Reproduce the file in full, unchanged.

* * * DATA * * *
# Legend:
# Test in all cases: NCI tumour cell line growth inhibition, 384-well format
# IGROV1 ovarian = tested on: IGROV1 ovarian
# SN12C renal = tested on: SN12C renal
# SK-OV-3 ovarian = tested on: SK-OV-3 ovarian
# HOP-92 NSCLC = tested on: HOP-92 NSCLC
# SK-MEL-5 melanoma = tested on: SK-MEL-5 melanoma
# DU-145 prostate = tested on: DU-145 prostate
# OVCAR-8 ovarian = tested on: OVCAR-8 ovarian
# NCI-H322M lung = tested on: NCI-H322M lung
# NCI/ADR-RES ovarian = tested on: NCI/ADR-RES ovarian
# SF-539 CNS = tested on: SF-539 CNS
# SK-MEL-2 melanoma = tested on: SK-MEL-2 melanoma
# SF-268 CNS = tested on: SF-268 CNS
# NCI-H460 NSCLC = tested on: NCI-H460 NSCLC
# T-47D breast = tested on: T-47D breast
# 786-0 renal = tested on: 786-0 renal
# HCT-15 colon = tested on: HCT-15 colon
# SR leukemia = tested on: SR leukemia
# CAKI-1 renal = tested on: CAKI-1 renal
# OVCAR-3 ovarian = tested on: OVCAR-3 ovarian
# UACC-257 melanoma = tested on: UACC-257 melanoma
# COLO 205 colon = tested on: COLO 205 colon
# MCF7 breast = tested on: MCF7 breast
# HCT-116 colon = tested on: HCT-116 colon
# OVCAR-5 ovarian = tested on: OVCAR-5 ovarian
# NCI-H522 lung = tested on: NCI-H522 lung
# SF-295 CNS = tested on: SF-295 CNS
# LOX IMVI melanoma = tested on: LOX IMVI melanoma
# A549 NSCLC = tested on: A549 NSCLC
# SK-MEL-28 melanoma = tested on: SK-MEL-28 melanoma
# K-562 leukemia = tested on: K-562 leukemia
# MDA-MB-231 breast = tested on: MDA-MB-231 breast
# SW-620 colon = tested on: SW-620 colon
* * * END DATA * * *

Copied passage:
# Legend:
# Test in all cases: NCI tumour cell line growth inhibition, 384-well format
# IGROV1 ovarian = tested on: IGROV1 ovarian
# SN12C renal = tested on: SN12C renal
# SK-OV-3 ovarian = tested on: SK-OV-3 ovarian
# HOP-92 NSCLC = tested on: HOP-92 NSCLC
# SK-MEL-5 melanoma = tested on: SK-MEL-5 melanoma
# DU-145 prostate = tested on: DU-145 prostate
# OVCAR-8 ovarian = tested on: OVCAR-8 ovarian
# NCI-H322M lung = tested on: NCI-H322M lung
# NCI/ADR-RES ovarian = tested on: NCI/ADR-RES ovarian
# SF-539 CNS = tested on: SF-539 CNS
# SK-MEL-2 melanoma = tested on: SK-MEL-2 melanoma
# SF-268 CNS = tested on: SF-268 CNS
# NCI-H460 NSCLC = tested on: NCI-H460 NSCLC
# T-47D breast = tested on: T-47D breast
# 786-0 renal = tested on: 786-0 renal
# HCT-15 colon = tested on: HCT-15 colon
# SR leukemia = tested on: SR leukemia
# CAKI-1 renal = tested on: CAKI-1 renal
# OVCAR-3 ovarian = tested on: OVCAR-3 ovarian
# UACC-257 melanoma = tested on: UACC-257 melanoma
# COLO 205 colon = tested on: COLO 205 colon
# MCF7 breast = tested on: MCF7 breast
# HCT-116 colon = tested on: HCT-116 colon
# OVCAR-5 ovarian = tested on: OVCAR-5 ovarian
# NCI-H522 lung = tested on: NCI-H522 lung
# SF-295 CNS = tested on: SF-295 CNS
# LOX IMVI melanoma = tested on: LOX IMVI melanoma
# A549 NSCLC = tested on: A549 NSCLC
# SK-MEL-28 melanoma = tested on: SK-MEL-28 melanoma
# K-562 leukemia = tested on: K-562 leukemia
# MDA-MB-231 breast = tested on: MDA-MB-231 breast
# SW-620 colon = tested on: SW-620 colon